Top critical review
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Not bad, but flogging a dead 'bunny' nonetheless....
on 17 August 2009
2009 marks the 20th anniversary of the first Jive Bunny single, Swing The Mood; so to coincide with the event, Music Club Deluxe have released what they claim to be The Definitive Collection However, it should be noted that - with the exception of this being a two disc offering - there's at least six other Jive Bunny Greatest Hits CD's out there to ponder buying before this one. In truth, this Definitive Collection offers fans nothing new.
Despite this being the 20th anniversary of Swing The Mood, JB only released three official albums during it's chart career: The Album in 1989, Its Party Time in 1990 and Hop Around The Clock in 1998. It should be noted that all the other budget price offerings from the 'party animal' throughout the 90s had nothing to do with Music Factory; the producers of the three 'real' albums. All 20 tracks featured came from those albums.
DISC ONE: It's only natural that Swing The Mood takes pride and place of being the first song on this two-disc set. Reaching number one in the UK charts in 1989 (and throughout the world too for that matter), that's followed on this album by another homage to 50s rock n roll, Jukebox Story" (a shorter version that appeared on Hop Around The Clock. Hot Summer Salsa is probably the worst JB single of their career, so it's one to avoid as is Crazy Party Mix (not to be confused with Crazy Conga Mix that was a single in 1990 and doesn't appear here). Glenn Miller Medley is really just the background swing music from Swing The Mood (and it's original b-side) while Swing The 60s is a ho-hum sixties Megamix which doesn't exactly make you want to replay it. Hopping Mad is a fantastic rock n roll Megamix which, strangely enough, was never released as a single from their debut album. That Sounds Good To Me (originally titled Rock N Roll Party Mix) was JB's final top 10 hit from the debut album, but a good one nevertheless to bow out on. Can Can You Party - JB's first venture into 70s music - was a good enough effort and another top 10 hit. The first disc closes with the forgettable The JB Shuffle medley.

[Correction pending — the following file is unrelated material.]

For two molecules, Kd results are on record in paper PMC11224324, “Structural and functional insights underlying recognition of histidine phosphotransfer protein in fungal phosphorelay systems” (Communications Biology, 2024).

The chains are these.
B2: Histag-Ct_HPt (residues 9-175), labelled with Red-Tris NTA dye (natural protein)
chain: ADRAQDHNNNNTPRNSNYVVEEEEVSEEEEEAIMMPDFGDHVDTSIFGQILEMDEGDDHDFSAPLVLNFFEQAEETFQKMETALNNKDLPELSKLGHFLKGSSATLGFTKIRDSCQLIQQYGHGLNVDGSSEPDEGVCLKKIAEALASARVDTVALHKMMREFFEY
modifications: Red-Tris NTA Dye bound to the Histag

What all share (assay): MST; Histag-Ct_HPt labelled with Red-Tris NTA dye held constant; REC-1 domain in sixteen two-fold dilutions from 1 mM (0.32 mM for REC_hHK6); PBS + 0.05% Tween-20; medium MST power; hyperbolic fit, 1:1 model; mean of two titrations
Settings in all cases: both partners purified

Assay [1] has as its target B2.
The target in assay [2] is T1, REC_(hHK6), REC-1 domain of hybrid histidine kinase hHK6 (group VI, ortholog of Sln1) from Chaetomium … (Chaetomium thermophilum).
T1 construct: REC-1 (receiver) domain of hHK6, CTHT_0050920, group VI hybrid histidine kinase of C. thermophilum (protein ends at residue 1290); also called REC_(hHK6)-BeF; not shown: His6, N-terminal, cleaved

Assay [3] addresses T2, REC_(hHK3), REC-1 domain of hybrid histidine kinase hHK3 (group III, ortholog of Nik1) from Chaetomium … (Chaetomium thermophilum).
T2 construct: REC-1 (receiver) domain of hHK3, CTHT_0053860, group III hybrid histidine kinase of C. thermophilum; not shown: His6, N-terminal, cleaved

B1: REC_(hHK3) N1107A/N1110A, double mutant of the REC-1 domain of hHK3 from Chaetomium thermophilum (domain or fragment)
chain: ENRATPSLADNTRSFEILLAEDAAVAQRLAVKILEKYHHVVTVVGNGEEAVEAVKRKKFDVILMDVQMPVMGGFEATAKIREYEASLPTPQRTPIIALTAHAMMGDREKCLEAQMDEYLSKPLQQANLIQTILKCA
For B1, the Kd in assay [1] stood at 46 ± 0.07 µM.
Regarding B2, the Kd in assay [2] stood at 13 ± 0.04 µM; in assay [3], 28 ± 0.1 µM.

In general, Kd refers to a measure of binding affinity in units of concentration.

DISC TWO: The disc opens with That's What I Like, JB's second number one hit which was almost a carbon copy of Swing The Mood. Unfortunately, that's followed by Let's Swing Again - a poor attempt to recreate Swing The Mood (and the first JB single to fail in the charts). Rock N Roller is another below-par medley, but the disc is saved with the next offering "Hop Around The Clock" which sees the Bunny return to the golden days of rock n roll. The Roaring Twenties is an obscure Barbers Shop Quartet medley that doesn't really work, while the Lover's Party Mix is a slow 50s offering lifted from their debut album. Soul Banana is quite a misleading title as this Megamix doesn't feature soul music, but it's acceptable. Rock N Roll Beethoven is another forgettable medley, while Best Of British focuses on the British Invasion of the US during the early 60s. The disc ends with Lets Party, their third and final number one. It should be noted that, like Swing The Mood and That's What I Like, this is not the original version. Also, the sample All I Want For Christmas Is You replaces Rock N Roll Christmas by a certain G. Glitter for obvious reasons.
To summarize, as a stand-alone album, this wouldn't be that bad. But it seems the record company is hell-bent on milking the Jive Bunny product to such an extent, it seems they are now flogging a dead horse.